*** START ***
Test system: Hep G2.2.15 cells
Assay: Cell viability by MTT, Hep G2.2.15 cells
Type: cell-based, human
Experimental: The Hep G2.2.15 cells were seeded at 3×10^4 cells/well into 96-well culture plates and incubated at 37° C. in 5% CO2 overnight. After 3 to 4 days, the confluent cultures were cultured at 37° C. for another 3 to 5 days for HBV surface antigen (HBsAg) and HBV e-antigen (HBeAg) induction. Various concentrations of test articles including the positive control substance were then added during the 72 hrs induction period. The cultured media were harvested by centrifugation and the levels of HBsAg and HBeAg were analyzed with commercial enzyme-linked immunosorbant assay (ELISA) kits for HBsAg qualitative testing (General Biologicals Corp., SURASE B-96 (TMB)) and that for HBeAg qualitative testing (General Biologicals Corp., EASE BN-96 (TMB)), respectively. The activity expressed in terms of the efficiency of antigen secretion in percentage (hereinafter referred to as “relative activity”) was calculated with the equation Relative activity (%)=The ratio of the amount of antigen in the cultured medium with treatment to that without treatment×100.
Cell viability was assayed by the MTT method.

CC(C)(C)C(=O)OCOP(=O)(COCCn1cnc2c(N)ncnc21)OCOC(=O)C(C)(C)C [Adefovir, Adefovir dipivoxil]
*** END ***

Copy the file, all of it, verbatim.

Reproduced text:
Test system: Hep G2.2.15 cells
Assay: Cell viability by MTT, Hep G2.2.15 cells
Type: cell-based, human
Experimental: The Hep G2.2.15 cells were seeded at 3×10^4 cells/well into 96-well culture plates and incubated at 37° C. in 5% CO2 overnight. After 3 to 4 days, the confluent cultures were cultured at 37° C. for another 3 to 5 days for HBV surface antigen (HBsAg) and HBV e-antigen (HBeAg) induction. Various concentrations of test articles including the positive control substance were then added during the 72 hrs induction period. The cultured media were harvested by centrifugation and the levels of HBsAg and HBeAg were analyzed with commercial enzyme-linked immunosorbant assay (ELISA) kits for HBsAg qualitative testing (General Biologicals Corp., SURASE B-96 (TMB)) and that for HBeAg qualitative testing (General Biologicals Corp., EASE BN-96 (TMB)), respectively. The activity expressed in terms of the efficiency of antigen secretion in percentage (hereinafter referred to as “relative activity”) was calculated with the equation Relative activity (%)=The ratio of the amount of antigen in the cultured medium with treatment to that without treatment×100.
Cell viability was assayed by the MTT method.

CC(C)(C)C(=O)OCOP(=O)(COCCn1cnc2c(N)ncnc21)OCOC(=O)C(C)(C)C [Adefovir, Adefovir dipivoxil]